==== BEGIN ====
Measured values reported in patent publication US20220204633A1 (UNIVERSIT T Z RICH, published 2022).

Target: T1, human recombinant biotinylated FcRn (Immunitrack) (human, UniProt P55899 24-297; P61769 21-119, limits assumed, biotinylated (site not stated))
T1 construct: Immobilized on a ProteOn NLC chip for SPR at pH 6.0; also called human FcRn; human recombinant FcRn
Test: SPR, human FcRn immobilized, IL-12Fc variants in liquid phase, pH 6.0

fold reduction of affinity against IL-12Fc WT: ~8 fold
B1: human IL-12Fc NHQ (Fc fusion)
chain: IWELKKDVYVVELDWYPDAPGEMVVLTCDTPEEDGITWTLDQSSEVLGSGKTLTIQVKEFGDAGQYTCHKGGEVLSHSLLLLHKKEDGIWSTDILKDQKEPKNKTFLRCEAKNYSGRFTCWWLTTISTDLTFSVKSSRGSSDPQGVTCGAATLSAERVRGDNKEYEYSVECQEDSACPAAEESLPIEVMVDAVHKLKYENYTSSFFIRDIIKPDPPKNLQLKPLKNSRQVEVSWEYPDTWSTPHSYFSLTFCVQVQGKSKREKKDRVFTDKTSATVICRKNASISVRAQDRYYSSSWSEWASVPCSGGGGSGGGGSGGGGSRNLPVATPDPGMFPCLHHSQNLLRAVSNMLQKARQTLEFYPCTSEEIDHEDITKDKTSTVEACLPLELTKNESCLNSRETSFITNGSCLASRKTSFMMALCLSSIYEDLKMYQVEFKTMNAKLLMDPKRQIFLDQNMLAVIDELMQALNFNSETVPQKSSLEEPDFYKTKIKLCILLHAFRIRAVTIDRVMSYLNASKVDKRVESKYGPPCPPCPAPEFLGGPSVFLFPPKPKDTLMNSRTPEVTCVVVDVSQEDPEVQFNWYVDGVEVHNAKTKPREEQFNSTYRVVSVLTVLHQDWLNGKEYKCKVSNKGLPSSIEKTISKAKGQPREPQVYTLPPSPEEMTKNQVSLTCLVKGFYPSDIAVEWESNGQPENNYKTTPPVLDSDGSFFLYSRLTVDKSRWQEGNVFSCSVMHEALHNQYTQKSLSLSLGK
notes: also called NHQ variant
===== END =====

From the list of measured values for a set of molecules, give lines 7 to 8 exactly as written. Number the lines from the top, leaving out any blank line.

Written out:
chain: IWELKKDVYVVELDWYPDAPGEMVVLTCDTPEEDGITWTLDQSSEVLGSGKTLTIQVKEFGDAGQYTCHKGGEVLSHSLLLLHKKEDGIWSTDILKDQKEPKNKTFLRCEAKNYSGRFTCWWLTTISTDLTFSVKSSRGSSDPQGVTCGAATLSAERVRGDNKEYEYSVECQEDSACPAAEESLPIEVMVDAVHKLKYENYTSSFFIRDIIKPDPPKNLQLKPLKNSRQVEVSWEYPDTWSTPHSYFSLTFCVQVQGKSKREKKDRVFTDKTSATVICRKNASISVRAQDRYYSSSWSEWASVPCSGGGGSGGGGSGGGGSRNLPVATPDPGMFPCLHHSQNLLRAVSNMLQKARQTLEFYPCTSEEIDHEDITKDKTSTVEACLPLELTKNESCLNSRETSFITNGSCLASRKTSFMMALCLSSIYEDLKMYQVEFKTMNAKLLMDPKRQIFLDQNMLAVIDELMQALNFNSETVPQKSSLEEPDFYKTKIKLCILLHAFRIRAVTIDRVMSYLNASKVDKRVESKYGPPCPPCPAPEFLGGPSVFLFPPKPKDTLMNSRTPEVTCVVVDVSQEDPEVQFNWYVDGVEVHNAKTKPREEQFNSTYRVVSVLTVLHQDWLNGKEYKCKVSNKGLPSSIEKTISKAKGQPREPQVYTLPPSPEEMTKNQVSLTCLVKGFYPSDIAVEWESNGQPENNYKTTPPVLDSDGSFFLYSRLTVDKSRWQEGNVFSCSVMHEALHNQYTQKSLSLSLGK
notes: also called NHQ variant